How often do you do your laundry? Americans launder clothes way too often. And we use too much detergent, according to the Wall Street Journal
. We’ve started re-thinking our laundry scene here at home. We’re also becoming more water-conscious. Levi-Strauss Co. gets it: In an article in the New York Times
, Levi-Strauss admits to the amount of water they’ve used in the past to stonewash their jeans. And now they’re sewing tags in clothes to tell consumers to not wash their jeans so often (by the end of their life, your jeans will have consumed 919 gallons of water.) Levi’s CEO walks the walk, because he rarely washes his jeans.
But for us, the issue has become more about plastic. Yes, plastic is in your laundry
and one of our favorite scientists today, Mark Browne, has determined that on average a single garment will shed 1900 fibers of microplastic per wash into your gray water. The problem is woven in our favorite polypropylene pants or tights, or poly-wool blend sweaters. If it’s made of plastic, it’s shedding plastic, and those microfibers are showing up on every shoreline on our planet. This is a very real concern to marine biologists and toxicologists who are finding that microfibers are ingested by many marine species and are likely making their way into our own food stream.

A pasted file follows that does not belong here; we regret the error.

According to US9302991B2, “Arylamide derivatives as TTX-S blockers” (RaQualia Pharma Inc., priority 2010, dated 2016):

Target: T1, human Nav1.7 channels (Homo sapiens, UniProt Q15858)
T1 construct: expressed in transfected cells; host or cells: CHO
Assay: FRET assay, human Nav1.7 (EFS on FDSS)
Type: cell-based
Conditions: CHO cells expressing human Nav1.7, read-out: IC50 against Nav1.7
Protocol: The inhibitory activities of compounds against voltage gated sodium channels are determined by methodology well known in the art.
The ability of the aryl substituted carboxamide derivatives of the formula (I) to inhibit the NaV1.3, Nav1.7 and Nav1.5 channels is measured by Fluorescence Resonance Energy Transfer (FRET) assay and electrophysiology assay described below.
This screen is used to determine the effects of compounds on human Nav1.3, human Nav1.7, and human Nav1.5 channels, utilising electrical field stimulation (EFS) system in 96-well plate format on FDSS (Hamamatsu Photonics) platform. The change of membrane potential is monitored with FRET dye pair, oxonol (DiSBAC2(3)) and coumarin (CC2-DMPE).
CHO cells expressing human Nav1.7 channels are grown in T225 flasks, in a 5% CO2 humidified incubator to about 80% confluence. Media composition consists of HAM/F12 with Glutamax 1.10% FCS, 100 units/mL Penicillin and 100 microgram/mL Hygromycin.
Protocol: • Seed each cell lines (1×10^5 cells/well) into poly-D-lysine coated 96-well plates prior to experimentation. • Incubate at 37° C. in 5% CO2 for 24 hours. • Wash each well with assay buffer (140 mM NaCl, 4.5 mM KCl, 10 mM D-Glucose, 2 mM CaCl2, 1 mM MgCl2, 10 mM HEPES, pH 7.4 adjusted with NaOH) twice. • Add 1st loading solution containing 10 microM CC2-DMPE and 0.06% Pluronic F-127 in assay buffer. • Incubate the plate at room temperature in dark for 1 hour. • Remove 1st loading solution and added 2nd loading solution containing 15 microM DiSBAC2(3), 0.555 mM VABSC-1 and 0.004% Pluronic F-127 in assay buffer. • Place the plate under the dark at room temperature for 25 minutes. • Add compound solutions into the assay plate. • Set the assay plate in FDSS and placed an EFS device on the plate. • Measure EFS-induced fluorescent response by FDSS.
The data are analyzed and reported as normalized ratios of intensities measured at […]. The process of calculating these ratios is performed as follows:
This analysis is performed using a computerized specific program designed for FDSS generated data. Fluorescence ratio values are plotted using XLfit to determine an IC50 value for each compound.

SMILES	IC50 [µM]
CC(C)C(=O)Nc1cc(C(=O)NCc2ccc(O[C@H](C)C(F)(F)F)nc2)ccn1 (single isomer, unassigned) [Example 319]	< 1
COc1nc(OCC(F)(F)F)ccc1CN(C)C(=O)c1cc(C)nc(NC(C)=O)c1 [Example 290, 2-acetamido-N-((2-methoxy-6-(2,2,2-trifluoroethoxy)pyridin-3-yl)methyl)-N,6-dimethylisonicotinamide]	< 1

So take a close look at your dryer lint. It’s those fibers that are making their way out of your washing machine and into our waters. If you’re a died-in-the-wool purist about your clothes and only wear organic cottons and fibers, you’re doing wonders for the planet. The Fibershed Project
is a fine example of lessons learned when you truly look at clothes, how they’re manufactured, where they come from, and the amount of energy, water, and toxins used to make them. The Fibershed folks promote looking at which fibers can be sourced in your own bioregion.
So, one thing you CAN do to reduce the amount of water you use and the microplastics your laundry is shedding, consider doing less laundry in general. The next time you see us or members of our family, you’ll know we’re stretching our standards a little, wearing those clothes just a little longer before contributing further to a growing problem in our oceans.